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Common Name: Fragrant Bedstraw
Galium triflorum is a perennial plant that can grow up to 0.60 metres tall.
It has edible, medicinal and miscellaneous uses.
Moist woods near sea level, to moderate elevations in the mountains in Western N. America.
|Pollinators||Flies, Beetles, Self
Prefers a loose moist leafy soil in some shade[
]. Tolerates dry soils but the leaves quickly become scorched when growing in full sun[
]. This species does not thrive in a hot climate[
Leaves - raw or cooked[
A tea is made from the flowering stems[
An infusion of the plant has been used in the treatment of gallstones and kidney complaints[
A poultice of the whole plant has been used to treat backaches in babies[
A number of species in this genus contain asperuloside, a substance that produces coumarin and gives the scent of new-mown hay as the plant dries[
]. Asperuloside can be converted into prostaglandins (hormone-like compounds that stimulate the uterus and affect blood vessels), making the genus of great interest to the pharmaceutical industry[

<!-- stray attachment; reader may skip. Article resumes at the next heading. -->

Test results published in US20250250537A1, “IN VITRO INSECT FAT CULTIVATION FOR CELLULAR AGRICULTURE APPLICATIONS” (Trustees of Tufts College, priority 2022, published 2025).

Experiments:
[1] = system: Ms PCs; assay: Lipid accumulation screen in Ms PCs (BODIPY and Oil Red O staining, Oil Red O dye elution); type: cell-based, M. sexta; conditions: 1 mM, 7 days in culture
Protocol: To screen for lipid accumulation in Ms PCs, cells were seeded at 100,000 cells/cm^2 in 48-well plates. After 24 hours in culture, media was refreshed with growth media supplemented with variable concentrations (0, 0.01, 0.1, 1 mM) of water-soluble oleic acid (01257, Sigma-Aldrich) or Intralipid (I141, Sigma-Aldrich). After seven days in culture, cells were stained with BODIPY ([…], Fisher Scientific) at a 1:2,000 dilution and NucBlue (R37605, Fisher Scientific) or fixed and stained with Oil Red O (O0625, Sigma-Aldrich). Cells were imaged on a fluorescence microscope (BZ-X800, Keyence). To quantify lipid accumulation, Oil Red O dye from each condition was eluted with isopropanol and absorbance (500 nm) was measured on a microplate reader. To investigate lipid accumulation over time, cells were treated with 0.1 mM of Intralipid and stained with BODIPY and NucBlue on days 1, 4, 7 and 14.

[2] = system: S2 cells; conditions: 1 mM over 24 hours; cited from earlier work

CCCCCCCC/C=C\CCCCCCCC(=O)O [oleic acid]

A red dye is obtained from the root[
The plant is aromatic. It has been crushed and used as a perfume, particularly by women[
]. The aroma is given off as the plant dries[
A poultice of the whole plant has been rubbed on the scalp to encourage hair growth[
The plant is used as a stuffing material for mattresses etc[
Seed - best sown in situ as soon as it is ripe in late summer[
]. The seed can also be sown in situ in the spring though it may be very slow to germinate[
Division in spring. The plant can be successfully divided throughout the growing season if the divisions are kept moist until they are established[
]. Very easy, larger clumps can be replanted direct into their permanent positions, though it is best to pot up smaller clumps and grow them on in a cold frame until they are rooting well. Plant them out in the spring.